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Losing Benefits Isn’t Prodding Unemployed Back to Work

The cutoff of federal unemployment benefits doesn’t seem to be helping the long-term unemployed get back to work.

More than a million Americans saw their unemployment benefits expire at the start of the year, after Congress failed to renew the Emergency Unemployment Compensation program. The program, which Congress created in 2008, had provided federally funded payments to unemployed workers when their state-funded benefits ran out, usually after 26 weeks.

The Senate recently voted to restore the benefits, but the House shows little sign of following suit.

Some economists had argued that the program was doing more harm than good by discouraging recipients from looking for work or taking jobs. They said that because the job market was improving, the time had come to cut off benefits. That would prod the unemployed to get back to work, perhaps leading them to accept offers that seem less than ideal.

So far, however, the evidence doesn’t seem to support that theory. Rather than finding jobs, the long-term unemployed continue to be out of luck.

We now have three months’ worth of job market data since the benefits program expired. The chart below shows job-finding rates for the long-term and short-term unemployed. Notice three things: First, the short-term unemployed have a much better chance of finding a job than the long-term unemployed and always have. Second, the short-term unemployed are seeing a steady improvement in their prospects, but the long-term jobless are not. And third, there’s been no major shift since the benefits program expired at the end of last year. (The chart shows the data as a 12-month rolling average, which could obscure a sudden shift. The un-smoothed data, however, doesn’t show a jump either.)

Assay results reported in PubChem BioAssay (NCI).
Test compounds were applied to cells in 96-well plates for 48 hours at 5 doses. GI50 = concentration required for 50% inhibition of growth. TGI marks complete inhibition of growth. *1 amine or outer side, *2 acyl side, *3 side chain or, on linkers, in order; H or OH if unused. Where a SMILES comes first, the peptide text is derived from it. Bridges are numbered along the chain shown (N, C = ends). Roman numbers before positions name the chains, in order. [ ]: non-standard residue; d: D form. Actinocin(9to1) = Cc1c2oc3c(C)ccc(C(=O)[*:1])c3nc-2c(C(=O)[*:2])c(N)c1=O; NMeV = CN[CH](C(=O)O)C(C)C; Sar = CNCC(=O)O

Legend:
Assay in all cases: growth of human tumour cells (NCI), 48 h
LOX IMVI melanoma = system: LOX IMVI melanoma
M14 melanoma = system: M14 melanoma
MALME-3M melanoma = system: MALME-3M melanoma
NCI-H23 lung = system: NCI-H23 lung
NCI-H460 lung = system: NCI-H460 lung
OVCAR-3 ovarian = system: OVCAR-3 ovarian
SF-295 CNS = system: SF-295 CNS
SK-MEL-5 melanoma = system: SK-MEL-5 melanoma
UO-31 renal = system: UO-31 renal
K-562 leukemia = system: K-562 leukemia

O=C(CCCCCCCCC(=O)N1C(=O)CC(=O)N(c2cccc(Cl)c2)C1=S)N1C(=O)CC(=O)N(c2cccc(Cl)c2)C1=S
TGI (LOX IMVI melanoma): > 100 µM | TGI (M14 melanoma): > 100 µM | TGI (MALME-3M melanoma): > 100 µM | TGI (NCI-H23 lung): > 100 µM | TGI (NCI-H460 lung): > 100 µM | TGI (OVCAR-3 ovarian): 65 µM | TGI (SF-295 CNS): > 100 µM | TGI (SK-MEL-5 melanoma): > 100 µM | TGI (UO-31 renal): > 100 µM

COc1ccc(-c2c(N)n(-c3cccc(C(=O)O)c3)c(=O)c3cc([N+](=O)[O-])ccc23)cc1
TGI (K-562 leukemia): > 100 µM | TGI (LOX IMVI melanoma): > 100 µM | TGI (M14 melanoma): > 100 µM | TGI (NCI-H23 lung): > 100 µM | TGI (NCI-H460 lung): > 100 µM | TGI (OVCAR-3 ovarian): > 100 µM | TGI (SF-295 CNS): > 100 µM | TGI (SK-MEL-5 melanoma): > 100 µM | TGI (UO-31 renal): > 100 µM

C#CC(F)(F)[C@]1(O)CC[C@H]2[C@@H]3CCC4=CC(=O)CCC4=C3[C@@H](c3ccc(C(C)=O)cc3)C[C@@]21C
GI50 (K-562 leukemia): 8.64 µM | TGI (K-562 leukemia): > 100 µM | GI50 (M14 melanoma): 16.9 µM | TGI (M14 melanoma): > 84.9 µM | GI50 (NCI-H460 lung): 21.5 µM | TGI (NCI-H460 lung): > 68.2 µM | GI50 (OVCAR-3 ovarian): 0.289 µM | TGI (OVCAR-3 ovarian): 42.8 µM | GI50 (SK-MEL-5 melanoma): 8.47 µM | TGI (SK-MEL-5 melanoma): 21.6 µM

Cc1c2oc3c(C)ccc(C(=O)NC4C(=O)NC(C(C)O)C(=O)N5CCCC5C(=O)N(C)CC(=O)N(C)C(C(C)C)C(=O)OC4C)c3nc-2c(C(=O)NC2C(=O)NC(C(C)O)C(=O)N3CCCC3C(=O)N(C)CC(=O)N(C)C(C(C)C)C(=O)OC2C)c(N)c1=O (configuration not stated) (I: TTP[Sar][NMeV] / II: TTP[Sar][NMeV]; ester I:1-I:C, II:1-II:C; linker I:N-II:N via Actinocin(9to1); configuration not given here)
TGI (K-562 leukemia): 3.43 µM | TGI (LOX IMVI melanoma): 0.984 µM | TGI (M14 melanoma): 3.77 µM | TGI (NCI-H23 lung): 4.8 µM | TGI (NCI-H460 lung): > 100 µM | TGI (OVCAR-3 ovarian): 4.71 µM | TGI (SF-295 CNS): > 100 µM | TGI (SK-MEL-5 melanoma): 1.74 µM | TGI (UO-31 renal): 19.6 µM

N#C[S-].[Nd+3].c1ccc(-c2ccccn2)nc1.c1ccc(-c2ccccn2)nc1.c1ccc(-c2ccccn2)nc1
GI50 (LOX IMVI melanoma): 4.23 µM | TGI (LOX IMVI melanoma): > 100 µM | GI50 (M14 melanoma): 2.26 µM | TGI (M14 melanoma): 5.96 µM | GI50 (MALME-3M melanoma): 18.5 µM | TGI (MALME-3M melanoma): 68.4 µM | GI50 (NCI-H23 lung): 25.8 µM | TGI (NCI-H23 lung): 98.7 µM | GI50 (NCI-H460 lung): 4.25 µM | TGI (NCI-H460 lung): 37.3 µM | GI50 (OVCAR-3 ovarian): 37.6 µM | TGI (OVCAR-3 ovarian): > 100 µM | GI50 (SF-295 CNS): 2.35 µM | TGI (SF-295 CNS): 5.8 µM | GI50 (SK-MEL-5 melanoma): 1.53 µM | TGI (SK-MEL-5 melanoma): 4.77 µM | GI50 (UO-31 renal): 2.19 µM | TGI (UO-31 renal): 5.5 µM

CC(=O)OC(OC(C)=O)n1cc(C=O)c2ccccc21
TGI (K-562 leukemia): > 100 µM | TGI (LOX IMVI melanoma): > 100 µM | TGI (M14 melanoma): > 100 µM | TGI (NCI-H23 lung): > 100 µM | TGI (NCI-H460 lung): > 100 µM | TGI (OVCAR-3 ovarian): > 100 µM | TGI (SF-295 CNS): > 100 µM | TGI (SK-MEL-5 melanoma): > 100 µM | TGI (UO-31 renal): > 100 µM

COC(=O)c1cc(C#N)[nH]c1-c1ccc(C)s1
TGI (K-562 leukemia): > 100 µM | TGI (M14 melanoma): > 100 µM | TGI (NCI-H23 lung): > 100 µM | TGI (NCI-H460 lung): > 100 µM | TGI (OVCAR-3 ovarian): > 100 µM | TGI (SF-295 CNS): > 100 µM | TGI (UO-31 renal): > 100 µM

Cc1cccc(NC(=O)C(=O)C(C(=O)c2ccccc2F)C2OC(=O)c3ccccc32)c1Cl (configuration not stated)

Three months is too small a sample to draw firm conclusions. These calculations are based on the Current Population Survey, which only includes about 1,400 long-term unemployed workers in its sample each month and which doesn’t distinguish between those receiving benefits and those who, for whatever reason, don’t qualify.

Still, the early evidence is consistent with other research. Jesse Rothstein, an economist at the University of California, Berkeley, has found that extended unemployment benefits provide an incentive for people to keep looking for work (or at least claim that they’re looking so they qualify for benefits) but don’t do much to discourage them from taking jobs. And Rothstein and Robert Valletta, a San Francisco Fed economist, recently found that when unemployment benefits run out, former recipients’ income falls sharply.

UPDATE (April 15, 3:35 p.m.): Several readers noted that it’s hard to detect the presence (or absence) of a three-month change on a chart showing a decade’s worth of data. Fair point. Here’s the same data over the past year, without any smoothing:


Ben Casselman was a senior editor and the chief economics writer for FiveThirtyEight.